*In January Iowa became the second state to require employers to provide reasonable restroom breaks, and in April or May, the Occupational Safety and Health Administration (OSHA) plans to issue the first-ever federal directive on the topic. OSHA acted after hearing from employees who routinely were not permitted to leave their stations for hours at a time. Some reported having had to soil themselves; others brought empty bottles to their stations; and others abstained from liquids all day.
*Open season: Three weeks before a U.S. Marine Corps pilot clipped a ski gondola in the Dolomite Mountains in Italy, killing twenty people, a British Air Force Harrier jet accidentally dropped two half-ton, unarmed bombs on a farm in southern Italy near the town of Pizziferro, narrowly missing the house of Tommaso Giannico.
*In February the Hawaiian House Agriculture Committee approved a bill to legalize the "sport" of cockfighting, provided that the roosters wear tiny padded gloves on their feet instead of the traditional metal spurs.
The Continuing Crisis
*In August the Food and Drug Administration issued a warning against an electrical cattle-prod-type device called the Stimulator, sold by at least six companies and intended to be self-applied as relief for headaches, back pain, arthritis, stress, menstrual cramps, earaches, sinus, nosebleeds, and the flu. Wrote the FDA, "The Stimulator is essentially an electric barbecue-grill igniter with finger grips."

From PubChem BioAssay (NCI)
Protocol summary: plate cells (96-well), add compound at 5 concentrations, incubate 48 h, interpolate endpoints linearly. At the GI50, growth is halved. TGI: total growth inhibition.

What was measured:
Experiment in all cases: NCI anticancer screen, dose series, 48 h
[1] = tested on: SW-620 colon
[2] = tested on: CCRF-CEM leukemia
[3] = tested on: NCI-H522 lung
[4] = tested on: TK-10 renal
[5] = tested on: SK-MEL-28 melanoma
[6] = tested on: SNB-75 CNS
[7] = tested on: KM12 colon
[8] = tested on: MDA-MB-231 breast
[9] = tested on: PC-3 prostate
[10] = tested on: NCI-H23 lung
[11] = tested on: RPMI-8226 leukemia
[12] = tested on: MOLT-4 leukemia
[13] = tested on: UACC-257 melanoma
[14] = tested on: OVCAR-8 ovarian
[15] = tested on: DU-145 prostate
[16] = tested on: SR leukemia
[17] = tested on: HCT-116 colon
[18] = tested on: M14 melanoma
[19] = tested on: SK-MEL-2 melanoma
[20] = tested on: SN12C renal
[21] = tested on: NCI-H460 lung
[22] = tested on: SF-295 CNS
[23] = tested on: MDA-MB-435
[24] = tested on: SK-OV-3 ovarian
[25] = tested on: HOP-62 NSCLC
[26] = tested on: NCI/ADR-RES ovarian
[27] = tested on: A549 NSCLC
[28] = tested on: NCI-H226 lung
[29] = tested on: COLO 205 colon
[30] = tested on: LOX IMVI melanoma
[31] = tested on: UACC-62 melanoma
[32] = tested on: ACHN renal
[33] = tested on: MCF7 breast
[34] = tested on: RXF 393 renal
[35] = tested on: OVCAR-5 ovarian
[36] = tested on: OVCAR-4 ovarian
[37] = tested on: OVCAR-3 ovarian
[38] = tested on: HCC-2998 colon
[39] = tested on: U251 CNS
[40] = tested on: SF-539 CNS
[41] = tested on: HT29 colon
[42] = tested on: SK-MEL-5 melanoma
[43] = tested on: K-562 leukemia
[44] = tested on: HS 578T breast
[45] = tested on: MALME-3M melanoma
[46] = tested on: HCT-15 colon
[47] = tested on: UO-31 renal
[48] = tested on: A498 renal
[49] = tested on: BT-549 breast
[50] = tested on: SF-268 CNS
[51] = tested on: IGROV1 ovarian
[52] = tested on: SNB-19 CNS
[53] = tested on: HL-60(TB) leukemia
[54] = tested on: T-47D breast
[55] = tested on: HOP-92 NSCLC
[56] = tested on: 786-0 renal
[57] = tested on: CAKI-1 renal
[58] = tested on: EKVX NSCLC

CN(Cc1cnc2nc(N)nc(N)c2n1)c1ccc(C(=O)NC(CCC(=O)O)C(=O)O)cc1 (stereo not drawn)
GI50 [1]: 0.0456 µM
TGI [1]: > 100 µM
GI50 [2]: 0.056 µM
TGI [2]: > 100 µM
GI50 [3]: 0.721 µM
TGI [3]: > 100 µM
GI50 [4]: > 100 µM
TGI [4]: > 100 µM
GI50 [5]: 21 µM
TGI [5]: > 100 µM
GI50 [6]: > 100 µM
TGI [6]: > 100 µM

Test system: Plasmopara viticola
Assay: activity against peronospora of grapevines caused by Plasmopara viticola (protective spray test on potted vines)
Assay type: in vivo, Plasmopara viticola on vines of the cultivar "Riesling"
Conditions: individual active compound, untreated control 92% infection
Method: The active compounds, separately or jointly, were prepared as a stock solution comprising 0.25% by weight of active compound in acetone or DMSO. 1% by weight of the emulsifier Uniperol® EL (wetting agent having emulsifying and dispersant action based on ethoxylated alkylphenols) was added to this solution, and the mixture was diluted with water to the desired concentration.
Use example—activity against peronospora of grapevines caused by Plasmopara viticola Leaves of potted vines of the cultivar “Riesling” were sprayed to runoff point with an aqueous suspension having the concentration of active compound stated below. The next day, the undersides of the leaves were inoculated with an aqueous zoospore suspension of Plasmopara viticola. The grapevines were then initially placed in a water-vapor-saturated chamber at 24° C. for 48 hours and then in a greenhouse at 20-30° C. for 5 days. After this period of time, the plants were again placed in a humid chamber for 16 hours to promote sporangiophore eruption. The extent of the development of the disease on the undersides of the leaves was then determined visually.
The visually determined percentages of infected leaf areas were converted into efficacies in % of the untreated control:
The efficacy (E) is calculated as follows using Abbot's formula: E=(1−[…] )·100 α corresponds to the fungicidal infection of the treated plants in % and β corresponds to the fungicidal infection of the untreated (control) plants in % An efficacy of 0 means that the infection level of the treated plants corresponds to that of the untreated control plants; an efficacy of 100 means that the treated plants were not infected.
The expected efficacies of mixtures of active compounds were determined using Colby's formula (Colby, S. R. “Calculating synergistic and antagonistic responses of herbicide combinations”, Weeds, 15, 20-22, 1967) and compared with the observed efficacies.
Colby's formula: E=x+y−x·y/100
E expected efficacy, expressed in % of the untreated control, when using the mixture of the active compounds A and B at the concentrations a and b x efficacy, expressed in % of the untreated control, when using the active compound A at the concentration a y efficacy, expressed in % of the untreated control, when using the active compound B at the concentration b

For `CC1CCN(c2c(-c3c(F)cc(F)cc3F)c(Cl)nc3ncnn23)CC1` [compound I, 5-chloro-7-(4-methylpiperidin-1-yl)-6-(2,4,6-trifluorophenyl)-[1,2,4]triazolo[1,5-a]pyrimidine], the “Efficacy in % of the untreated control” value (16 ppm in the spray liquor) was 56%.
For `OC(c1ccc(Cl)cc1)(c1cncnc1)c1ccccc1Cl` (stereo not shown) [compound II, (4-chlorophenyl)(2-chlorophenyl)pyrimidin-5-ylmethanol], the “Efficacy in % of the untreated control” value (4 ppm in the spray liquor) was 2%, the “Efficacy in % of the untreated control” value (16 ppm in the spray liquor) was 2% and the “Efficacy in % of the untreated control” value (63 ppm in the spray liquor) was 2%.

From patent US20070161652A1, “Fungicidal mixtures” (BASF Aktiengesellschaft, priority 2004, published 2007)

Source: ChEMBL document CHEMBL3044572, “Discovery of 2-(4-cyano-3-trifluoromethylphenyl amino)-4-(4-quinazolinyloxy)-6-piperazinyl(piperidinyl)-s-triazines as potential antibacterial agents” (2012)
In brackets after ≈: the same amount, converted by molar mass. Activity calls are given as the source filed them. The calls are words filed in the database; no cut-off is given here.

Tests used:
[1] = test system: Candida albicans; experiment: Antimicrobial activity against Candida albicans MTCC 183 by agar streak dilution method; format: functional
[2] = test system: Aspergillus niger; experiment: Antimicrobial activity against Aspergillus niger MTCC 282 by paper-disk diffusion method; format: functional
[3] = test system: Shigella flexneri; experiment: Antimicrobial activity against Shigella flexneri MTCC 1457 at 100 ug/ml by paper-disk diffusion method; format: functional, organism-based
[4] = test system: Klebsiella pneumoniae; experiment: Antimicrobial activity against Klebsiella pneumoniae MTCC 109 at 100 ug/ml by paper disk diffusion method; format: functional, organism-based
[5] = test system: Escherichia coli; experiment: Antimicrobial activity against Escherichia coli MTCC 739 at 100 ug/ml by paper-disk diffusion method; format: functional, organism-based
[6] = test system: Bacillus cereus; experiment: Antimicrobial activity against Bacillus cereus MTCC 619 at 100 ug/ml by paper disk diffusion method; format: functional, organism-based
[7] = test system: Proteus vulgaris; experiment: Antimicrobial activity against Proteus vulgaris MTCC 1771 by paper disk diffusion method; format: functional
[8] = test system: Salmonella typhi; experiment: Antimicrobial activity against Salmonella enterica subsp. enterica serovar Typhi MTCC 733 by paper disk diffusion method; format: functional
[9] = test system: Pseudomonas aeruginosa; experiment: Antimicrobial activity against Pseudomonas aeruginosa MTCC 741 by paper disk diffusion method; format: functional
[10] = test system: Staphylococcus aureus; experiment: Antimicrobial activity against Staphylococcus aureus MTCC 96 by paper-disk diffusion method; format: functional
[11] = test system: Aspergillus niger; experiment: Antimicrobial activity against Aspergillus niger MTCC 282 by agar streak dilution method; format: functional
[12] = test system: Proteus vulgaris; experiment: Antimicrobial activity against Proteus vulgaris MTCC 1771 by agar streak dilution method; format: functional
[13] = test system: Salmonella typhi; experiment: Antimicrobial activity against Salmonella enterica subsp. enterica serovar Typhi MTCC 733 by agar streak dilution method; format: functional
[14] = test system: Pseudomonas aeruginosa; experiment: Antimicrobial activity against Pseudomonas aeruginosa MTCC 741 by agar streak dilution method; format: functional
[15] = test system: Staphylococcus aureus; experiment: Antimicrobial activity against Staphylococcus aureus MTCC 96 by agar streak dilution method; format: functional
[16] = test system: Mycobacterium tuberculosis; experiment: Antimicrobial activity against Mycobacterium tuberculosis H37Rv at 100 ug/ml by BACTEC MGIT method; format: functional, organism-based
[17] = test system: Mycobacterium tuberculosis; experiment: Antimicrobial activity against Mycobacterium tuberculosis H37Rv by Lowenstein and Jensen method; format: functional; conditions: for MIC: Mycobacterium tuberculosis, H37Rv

*Doctors at the Center for Impotence and Fertility in Rome, Italy, reported in the December 6 issue of the Lancet medical journal that the experimental virility drug alprostadil increased penis size in almost all men who injected it into their urethras but that the rigidity usually subsided within a couple of minutes. Measurements were obtained by having patients hang a 750-gram weight on their penises to see if they could hold it. (A few could support a one-kilogram weight, which Dr. Ermanno Greco says is "peak virility.")
*In December in Fort Pierce, Florida, William Alfred Hitt, age 71, was sentenced to four years in prison for defrauding the federal government of about $450,000 by claiming disability benefits from a World War II hand injury; he worked full-time as a house painter. Once a month for 22 years, Hitt put on an arm brace, got into a wheelchair, and reported to the local federal building to pick up his "paycheck." (The jury deliberated twelve minutes before finding him guilty.)
*To circumvent local ordinances that shut down their stripper bars, entrepreneurs in Eureka, California, and Ladson, South Carolina, converted their businesses. Tom Razooly's Tip Top Club became a recreational-vehicle promotion facility in November; now customers sitting under the flashing lights are handed brochures for RVs while they watch women do pole dances. In January Ladson's Jerry Colombo converted his Club 2010 into the "Church of the Fuzzy Bunny's [sic]," featuring Bible-reading followed by a procession of pastie-wearing dancers.
*Christina Mack, age 35, was arrested for attempted murder in Peoria, Illinois, in December, based on a neighbor's statement that Mack had told her she planned to cover a floor with oil or grease so that her boyfriend, who lost his right leg in 1992, would fall down the stairs to his death. He fell, hit his head, and declined medical assistance. Mack, however, also fell, knocking herself out, but firefighters revived her and police took her away.